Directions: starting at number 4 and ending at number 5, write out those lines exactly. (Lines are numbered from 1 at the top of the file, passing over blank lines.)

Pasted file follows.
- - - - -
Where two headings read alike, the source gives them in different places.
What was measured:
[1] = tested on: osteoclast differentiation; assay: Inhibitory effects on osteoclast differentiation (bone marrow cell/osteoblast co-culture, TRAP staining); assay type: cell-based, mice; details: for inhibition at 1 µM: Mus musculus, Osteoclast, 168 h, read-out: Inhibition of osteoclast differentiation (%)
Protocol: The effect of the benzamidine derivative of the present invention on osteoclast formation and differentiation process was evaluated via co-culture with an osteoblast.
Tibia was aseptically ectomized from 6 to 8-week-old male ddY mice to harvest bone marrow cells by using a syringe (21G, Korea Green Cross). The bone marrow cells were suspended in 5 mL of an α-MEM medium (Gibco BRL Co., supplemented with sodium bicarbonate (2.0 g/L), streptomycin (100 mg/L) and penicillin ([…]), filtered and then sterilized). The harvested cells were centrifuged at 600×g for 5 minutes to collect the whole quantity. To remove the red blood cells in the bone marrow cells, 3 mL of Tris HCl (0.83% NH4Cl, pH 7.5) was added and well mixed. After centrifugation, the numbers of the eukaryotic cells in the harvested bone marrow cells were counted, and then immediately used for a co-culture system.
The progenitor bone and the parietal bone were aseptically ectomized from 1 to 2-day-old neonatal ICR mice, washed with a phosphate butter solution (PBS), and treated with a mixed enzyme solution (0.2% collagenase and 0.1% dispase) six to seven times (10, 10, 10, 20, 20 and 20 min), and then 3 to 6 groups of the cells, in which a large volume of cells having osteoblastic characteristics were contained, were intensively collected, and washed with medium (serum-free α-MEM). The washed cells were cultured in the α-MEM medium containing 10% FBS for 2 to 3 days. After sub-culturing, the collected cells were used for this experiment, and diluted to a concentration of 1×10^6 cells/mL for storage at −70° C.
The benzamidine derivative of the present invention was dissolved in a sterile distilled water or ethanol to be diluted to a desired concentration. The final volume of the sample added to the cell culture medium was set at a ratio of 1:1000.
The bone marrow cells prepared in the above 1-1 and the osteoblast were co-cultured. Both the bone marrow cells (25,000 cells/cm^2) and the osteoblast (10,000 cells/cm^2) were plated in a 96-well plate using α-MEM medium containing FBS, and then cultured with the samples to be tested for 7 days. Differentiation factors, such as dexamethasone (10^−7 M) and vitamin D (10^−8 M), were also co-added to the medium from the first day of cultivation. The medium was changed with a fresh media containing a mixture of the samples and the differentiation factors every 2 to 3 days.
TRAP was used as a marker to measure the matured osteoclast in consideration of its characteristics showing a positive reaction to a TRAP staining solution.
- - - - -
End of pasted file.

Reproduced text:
Protocol: The effect of the benzamidine derivative of the present invention on osteoclast formation and differentiation process was evaluated via co-culture with an osteoblast.
Tibia was aseptically ectomized from 6 to 8-week-old male ddY mice to harvest bone marrow cells by using a syringe (21G, Korea Green Cross). The bone marrow cells were suspended in 5 mL of an α-MEM medium (Gibco BRL Co., supplemented with sodium bicarbonate (2.0 g/L), streptomycin (100 mg/L) and penicillin ([…]), filtered and then sterilized). The harvested cells were centrifuged at 600×g for 5 minutes to collect the whole quantity. To remove the red blood cells in the bone marrow cells, 3 mL of Tris HCl (0.83% NH4Cl, pH 7.5) was added and well mixed. After centrifugation, the numbers of the eukaryotic cells in the harvested bone marrow cells were counted, and then immediately used for a co-culture system.